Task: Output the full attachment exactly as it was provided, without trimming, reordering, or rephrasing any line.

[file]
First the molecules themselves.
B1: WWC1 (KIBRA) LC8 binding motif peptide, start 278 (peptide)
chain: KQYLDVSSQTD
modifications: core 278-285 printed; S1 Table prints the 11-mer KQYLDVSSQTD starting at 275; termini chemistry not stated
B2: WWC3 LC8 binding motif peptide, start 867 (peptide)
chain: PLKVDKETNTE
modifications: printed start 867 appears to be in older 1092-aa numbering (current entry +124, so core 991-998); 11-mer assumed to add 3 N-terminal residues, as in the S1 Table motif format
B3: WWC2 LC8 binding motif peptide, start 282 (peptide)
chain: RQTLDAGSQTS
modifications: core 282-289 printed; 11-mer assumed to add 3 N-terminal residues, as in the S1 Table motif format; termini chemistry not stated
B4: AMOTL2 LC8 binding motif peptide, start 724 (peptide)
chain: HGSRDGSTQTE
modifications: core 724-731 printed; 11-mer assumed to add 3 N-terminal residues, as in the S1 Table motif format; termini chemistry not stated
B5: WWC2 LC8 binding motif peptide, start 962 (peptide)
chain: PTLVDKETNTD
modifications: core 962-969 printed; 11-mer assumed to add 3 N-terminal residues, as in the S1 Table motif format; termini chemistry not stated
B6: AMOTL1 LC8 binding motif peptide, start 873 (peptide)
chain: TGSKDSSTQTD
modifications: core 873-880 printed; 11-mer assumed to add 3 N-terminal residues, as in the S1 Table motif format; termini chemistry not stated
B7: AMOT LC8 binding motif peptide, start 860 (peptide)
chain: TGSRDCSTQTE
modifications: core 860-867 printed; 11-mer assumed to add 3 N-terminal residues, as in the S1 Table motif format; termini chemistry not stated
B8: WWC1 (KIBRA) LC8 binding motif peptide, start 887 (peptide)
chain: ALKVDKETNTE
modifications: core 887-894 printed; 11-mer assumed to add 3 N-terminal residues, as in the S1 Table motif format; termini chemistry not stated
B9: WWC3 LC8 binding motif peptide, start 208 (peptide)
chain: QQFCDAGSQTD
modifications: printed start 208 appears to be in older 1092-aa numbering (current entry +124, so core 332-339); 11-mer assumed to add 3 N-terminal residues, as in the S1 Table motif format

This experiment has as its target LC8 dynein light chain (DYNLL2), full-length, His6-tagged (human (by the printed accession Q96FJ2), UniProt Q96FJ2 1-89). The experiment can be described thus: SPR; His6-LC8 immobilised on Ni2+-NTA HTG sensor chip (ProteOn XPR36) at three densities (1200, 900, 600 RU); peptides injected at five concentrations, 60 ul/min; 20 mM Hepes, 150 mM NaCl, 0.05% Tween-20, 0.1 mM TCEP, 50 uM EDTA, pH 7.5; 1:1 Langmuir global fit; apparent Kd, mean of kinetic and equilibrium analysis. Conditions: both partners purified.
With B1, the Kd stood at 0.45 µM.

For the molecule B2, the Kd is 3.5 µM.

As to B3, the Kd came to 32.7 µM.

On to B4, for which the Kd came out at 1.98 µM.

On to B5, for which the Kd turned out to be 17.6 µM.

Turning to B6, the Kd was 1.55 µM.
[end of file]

First the molecules themselves.
B1: WWC1 (KIBRA) LC8 binding motif peptide, start 278 (peptide)
chain: KQYLDVSSQTD
modifications: core 278-285 printed; S1 Table prints the 11-mer KQYLDVSSQTD starting at 275; termini chemistry not stated
B2: WWC3 LC8 binding motif peptide, start 867 (peptide)
chain: PLKVDKETNTE
modifications: printed start 867 appears to be in older 1092-aa numbering (current entry +124, so core 991-998); 11-mer assumed to add 3 N-terminal residues, as in the S1 Table motif format
B3: WWC2 LC8 binding motif peptide, start 282 (peptide)
chain: RQTLDAGSQTS
modifications: core 282-289 printed; 11-mer assumed to add 3 N-terminal residues, as in the S1 Table motif format; termini chemistry not stated
B4: AMOTL2 LC8 binding motif peptide, start 724 (peptide)
chain: HGSRDGSTQTE
modifications: core 724-731 printed; 11-mer assumed to add 3 N-terminal residues, as in the S1 Table motif format; termini chemistry not stated
B5: WWC2 LC8 binding motif peptide, start 962 (peptide)
chain: PTLVDKETNTD
modifications: core 962-969 printed; 11-mer assumed to add 3 N-terminal residues, as in the S1 Table motif format; termini chemistry not stated
B6: AMOTL1 LC8 binding motif peptide, start 873 (peptide)
chain: TGSKDSSTQTD
modifications: core 873-880 printed; 11-mer assumed to add 3 N-terminal residues, as in the S1 Table motif format; termini chemistry not stated
B7: AMOT LC8 binding motif peptide, start 860 (peptide)
chain: TGSRDCSTQTE
modifications: core 860-867 printed; 11-mer assumed to add 3 N-terminal residues, as in the S1 Table motif format; termini chemistry not stated
B8: WWC1 (KIBRA) LC8 binding motif peptide, start 887 (peptide)
chain: ALKVDKETNTE
modifications: core 887-894 printed; 11-mer assumed to add 3 N-terminal residues, as in the S1 Table motif format; termini chemistry not stated
B9: WWC3 LC8 binding motif peptide, start 208 (peptide)
chain: QQFCDAGSQTD
modifications: printed start 208 appears to be in older 1092-aa numbering (current entry +124, so core 332-339); 11-mer assumed to add 3 N-terminal residues, as in the S1 Table motif format

This experiment has as its target LC8 dynein light chain (DYNLL2), full-length, His6-tagged (human (by the printed accession Q96FJ2), UniProt Q96FJ2 1-89). The experiment can be described thus: SPR; His6-LC8 immobilised on Ni2+-NTA HTG sensor chip (ProteOn XPR36) at three densities (1200, 900, 600 RU); peptides injected at five concentrations, 60 ul/min; 20 mM Hepes, 150 mM NaCl, 0.05% Tween-20, 0.1 mM TCEP, 50 uM EDTA, pH 7.5; 1:1 Langmuir global fit; apparent Kd, mean of kinetic and equilibrium analysis. Conditions: both partners purified.
With B1, the Kd stood at 0.45 µM.

For the molecule B2, the Kd is 3.5 µM.

As to B3, the Kd came to 32.7 µM.

On to B4, for which the Kd came out at 1.98 µM.

On to B5, for which the Kd turned out to be 17.6 µM.

Turning to B6, the Kd was 1.55 µM.